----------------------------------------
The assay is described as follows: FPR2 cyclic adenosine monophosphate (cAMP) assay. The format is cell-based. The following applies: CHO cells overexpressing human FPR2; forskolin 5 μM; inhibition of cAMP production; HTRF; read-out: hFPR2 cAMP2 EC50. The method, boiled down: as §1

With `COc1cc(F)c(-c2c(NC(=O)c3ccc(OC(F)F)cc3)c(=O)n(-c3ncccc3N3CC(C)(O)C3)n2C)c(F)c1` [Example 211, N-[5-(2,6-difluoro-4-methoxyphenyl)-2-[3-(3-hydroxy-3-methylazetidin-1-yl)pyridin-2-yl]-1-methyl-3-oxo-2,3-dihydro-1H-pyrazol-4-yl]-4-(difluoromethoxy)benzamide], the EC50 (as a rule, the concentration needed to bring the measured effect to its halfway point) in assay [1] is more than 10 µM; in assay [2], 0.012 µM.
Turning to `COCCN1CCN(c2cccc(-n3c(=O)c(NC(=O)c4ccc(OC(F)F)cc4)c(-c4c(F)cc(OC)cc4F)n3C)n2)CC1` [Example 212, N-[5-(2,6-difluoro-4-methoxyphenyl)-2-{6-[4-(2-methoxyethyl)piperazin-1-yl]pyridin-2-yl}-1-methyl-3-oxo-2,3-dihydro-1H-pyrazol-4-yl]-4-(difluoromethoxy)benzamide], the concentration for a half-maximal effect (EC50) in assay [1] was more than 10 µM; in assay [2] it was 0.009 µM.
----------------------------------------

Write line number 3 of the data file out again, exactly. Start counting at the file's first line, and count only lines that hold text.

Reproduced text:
Turning to `COCCN1CCN(c2cccc(-n3c(=O)c(NC(=O)c4ccc(OC(F)F)cc4)c(-c4c(F)cc(OC)cc4F)n3C)n2)CC1` [Example 212, N-[5-(2,6-difluoro-4-methoxyphenyl)-2-{6-[4-(2-methoxyethyl)piperazin-1-yl]pyridin-2-yl}-1-methyl-3-oxo-2,3-dihydro-1H-pyrazol-4-yl]-4-(difluoromethoxy)benzamide], the concentration for a half-maximal effect (EC50) in assay [1] was more than 10 µM; in assay [2] it was 0.009 µM.